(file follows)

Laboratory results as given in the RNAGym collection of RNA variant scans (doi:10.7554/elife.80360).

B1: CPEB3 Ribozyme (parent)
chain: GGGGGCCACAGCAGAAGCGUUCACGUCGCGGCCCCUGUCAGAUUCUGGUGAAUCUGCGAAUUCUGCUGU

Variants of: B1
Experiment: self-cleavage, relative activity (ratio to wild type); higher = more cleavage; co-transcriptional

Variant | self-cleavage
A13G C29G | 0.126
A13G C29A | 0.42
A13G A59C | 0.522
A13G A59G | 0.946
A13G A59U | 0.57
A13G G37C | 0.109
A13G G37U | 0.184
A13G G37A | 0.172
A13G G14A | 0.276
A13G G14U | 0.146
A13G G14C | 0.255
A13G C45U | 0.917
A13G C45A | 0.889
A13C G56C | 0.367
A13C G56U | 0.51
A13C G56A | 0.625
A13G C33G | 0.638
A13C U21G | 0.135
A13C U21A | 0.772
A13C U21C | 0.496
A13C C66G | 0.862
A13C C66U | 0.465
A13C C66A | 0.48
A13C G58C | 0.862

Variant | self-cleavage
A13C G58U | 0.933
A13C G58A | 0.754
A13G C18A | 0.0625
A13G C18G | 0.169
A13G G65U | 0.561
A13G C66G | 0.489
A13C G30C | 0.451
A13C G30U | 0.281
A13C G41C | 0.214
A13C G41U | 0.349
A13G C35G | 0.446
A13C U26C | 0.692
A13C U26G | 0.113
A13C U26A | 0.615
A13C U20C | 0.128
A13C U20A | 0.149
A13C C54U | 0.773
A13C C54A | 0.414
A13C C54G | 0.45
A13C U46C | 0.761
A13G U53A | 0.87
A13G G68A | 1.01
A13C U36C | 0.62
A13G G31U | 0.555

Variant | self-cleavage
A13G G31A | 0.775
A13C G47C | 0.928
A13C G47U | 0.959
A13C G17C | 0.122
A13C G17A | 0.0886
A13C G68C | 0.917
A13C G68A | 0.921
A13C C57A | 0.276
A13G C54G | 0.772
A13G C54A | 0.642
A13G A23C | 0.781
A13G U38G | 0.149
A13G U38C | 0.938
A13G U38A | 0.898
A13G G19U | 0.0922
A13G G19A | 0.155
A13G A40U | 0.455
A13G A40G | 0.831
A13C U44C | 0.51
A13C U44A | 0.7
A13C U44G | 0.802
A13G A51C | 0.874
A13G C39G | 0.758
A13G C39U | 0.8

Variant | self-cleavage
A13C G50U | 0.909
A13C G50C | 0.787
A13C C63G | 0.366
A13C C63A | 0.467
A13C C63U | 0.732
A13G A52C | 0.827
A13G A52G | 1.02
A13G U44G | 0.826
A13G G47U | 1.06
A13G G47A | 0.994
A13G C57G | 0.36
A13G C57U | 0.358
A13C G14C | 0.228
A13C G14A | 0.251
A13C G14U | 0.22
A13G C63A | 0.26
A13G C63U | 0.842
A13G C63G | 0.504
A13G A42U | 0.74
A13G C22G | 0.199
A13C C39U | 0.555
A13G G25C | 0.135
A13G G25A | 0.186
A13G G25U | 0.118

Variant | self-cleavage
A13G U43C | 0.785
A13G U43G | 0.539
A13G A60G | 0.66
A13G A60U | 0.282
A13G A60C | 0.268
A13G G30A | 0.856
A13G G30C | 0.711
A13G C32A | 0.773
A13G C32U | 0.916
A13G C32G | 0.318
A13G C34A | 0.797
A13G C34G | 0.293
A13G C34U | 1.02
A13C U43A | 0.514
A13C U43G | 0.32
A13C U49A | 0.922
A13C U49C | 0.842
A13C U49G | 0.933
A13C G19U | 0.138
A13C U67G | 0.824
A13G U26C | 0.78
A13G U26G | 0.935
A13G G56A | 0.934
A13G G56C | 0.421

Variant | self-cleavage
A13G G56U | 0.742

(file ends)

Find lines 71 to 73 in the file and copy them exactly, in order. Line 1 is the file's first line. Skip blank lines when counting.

A13G G19U | 0.0922
A13G G19A | 0.155
A13G A40U | 0.455